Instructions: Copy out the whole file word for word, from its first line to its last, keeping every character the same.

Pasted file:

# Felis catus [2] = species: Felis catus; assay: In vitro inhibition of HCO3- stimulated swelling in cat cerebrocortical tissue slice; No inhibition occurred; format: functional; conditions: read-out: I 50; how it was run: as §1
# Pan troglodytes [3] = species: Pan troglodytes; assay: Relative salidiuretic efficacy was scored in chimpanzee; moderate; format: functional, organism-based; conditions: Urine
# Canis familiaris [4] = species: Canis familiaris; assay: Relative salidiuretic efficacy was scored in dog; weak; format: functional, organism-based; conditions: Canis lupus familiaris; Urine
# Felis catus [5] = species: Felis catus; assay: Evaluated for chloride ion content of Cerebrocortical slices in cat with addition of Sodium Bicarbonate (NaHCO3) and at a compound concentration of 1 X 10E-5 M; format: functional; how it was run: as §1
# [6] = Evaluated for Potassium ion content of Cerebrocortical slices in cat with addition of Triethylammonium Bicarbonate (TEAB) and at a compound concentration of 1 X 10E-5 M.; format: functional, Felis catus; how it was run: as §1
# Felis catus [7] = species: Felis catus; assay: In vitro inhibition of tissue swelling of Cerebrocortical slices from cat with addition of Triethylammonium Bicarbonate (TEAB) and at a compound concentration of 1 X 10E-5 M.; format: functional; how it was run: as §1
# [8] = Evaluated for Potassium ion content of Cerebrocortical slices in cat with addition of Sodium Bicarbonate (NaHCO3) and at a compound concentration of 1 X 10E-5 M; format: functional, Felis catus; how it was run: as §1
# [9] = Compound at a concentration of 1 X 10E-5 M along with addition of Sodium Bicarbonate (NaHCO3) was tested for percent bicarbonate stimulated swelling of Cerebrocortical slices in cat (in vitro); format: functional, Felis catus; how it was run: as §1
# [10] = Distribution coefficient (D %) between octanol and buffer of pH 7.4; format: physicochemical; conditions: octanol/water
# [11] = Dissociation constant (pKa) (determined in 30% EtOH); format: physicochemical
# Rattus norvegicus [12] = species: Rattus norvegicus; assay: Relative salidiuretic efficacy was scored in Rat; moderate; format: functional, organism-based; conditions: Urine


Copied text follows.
# Felis catus [2] = species: Felis catus; assay: In vitro inhibition of HCO3- stimulated swelling in cat cerebrocortical tissue slice; No inhibition occurred; format: functional; conditions: read-out: I 50; how it was run: as §1
# Pan troglodytes [3] = species: Pan troglodytes; assay: Relative salidiuretic efficacy was scored in chimpanzee; moderate; format: functional, organism-based; conditions: Urine
# Canis familiaris [4] = species: Canis familiaris; assay: Relative salidiuretic efficacy was scored in dog; weak; format: functional, organism-based; conditions: Canis lupus familiaris; Urine
# Felis catus [5] = species: Felis catus; assay: Evaluated for chloride ion content of Cerebrocortical slices in cat with addition of Sodium Bicarbonate (NaHCO3) and at a compound concentration of 1 X 10E-5 M; format: functional; how it was run: as §1
# [6] = Evaluated for Potassium ion content of Cerebrocortical slices in cat with addition of Triethylammonium Bicarbonate (TEAB) and at a compound concentration of 1 X 10E-5 M.; format: functional, Felis catus; how it was run: as §1
# Felis catus [7] = species: Felis catus; assay: In vitro inhibition of tissue swelling of Cerebrocortical slices from cat with addition of Triethylammonium Bicarbonate (TEAB) and at a compound concentration of 1 X 10E-5 M.; format: functional; how it was run: as §1
# [8] = Evaluated for Potassium ion content of Cerebrocortical slices in cat with addition of Sodium Bicarbonate (NaHCO3) and at a compound concentration of 1 X 10E-5 M; format: functional, Felis catus; how it was run: as §1
# [9] = Compound at a concentration of 1 X 10E-5 M along with addition of Sodium Bicarbonate (NaHCO3) was tested for percent bicarbonate stimulated swelling of Cerebrocortical slices in cat (in vitro); format: functional, Felis catus; how it was run: as §1
# [10] = Distribution coefficient (D %) between octanol and buffer of pH 7.4; format: physicochemical; conditions: octanol/water
# [11] = Dissociation constant (pKa) (determined in 30% EtOH); format: physicochemical
# Rattus norvegicus [12] = species: Rattus norvegicus; assay: Relative salidiuretic efficacy was scored in Rat; moderate; format: functional, organism-based; conditions: Urine